Cleanup Efforts in Great Lakes Have Produced a Rare Unity - Akron Beacon Journal - September 14, 2013


For all the political squabbling between the Republicans and the Democrats, it is worthy to note that the 94,000 square mile exception to the Republican budget crusade is the Great Lakes. The Republicans in the eight-state Great Lakes region match the Democrats in enthusiasm for the many federal programs--including dredging harbors and controlling invasive predators--that benefit the Great Lakes. The last two years, Congress has given the Great Lakes Restoration Initiative "the exact level of funding the president called for in his budget. That's almost unheard of, given the partisan toxicity right now," said Andy Buchsbaum, regional director of the National Wildlife Federation. The cooperation is due partly to the lakes' equal importance to the economy and the environment. The lakes supply drinking water to more than 30 million people, support 1.5 million jobs and generate $62 billion in wages annually. It helps that the program is popular with industry, which sees the lakes as essential to building a "blue economy" based on abundant water, according to Ed Wolking of the Detroit Region Chamber of Commerce. Rep. Sean Duffy, a conservative Republican from Wisconsin who was elected with tea party backing, notes that the Great Lakes are "a national treasure, so national money should go to it." And despite progress, scientists warn that the danger is far from over because pollution has brought the lakes near the tipping point of irreversible damage.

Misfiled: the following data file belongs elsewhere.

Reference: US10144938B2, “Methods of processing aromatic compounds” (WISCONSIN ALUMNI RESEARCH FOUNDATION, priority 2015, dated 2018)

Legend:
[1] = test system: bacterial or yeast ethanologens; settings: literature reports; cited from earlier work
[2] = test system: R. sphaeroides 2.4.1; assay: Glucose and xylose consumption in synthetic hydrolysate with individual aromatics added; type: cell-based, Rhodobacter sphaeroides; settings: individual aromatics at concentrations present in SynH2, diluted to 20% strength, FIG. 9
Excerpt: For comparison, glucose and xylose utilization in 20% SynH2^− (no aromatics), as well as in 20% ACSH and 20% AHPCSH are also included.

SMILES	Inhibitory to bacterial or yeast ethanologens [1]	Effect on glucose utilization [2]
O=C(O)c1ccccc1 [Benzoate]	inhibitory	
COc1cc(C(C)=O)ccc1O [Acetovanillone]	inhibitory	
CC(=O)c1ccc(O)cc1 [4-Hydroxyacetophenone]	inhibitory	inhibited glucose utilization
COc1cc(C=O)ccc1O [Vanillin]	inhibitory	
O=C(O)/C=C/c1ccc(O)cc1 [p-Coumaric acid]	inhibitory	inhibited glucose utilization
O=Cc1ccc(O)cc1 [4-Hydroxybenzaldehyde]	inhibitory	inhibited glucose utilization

Plastics in the Great Lakes Problematic - Akron Beacon Journal - September 17, 2013


Large quantities of tiny round plastic pellets, mainly from health and beauty products, were collected along with other plastic pieces found in Lakes Erie, Superior and Huron. Some samples taken from Lake Erie were at astronomical levels, according to the leader of the study, Sherri A. Mason, an associate professor of chemistry at the State University of New York at Fredonia. Some Lake Erie samples had more plastics than have been found in ocean samples, she said, adding that the reasons for this are unclear. One water sample from Lake Erie contained 1,100 bits of plastic, and concentrations were equal to 450,000 bits of plastic per square kilometer in the eastern part of the lake. The main source of the microplastics in the Great Lakes is tiny scrubbing beads added to personal care products, such as scrubbing facial washes and toothpastes, according to Mason. The beads are so tiny that they are not processed out in sewage treatment plants and therefore empty into rivers and eventually the Great Lakes. One fear is that the beads will be eaten by fish, which will then be eaten by humans. More research is needed to assess the damage these microplastics can cause. However, Proctor & Gamble and Johnson & Johnson, both large companies, have told advocacy groups they will stop using spheres of polyethylene plastics in their beauty produces by 2017. Unilever and Body Shop have made similar pledges. Removing plastics from the waters in the Great Lakes is not possible, and it is not clear how long it might take plastics to degrade. Also unclear is whether the plastics are washing ashore to beaches or sinking to the bottom of the lakes.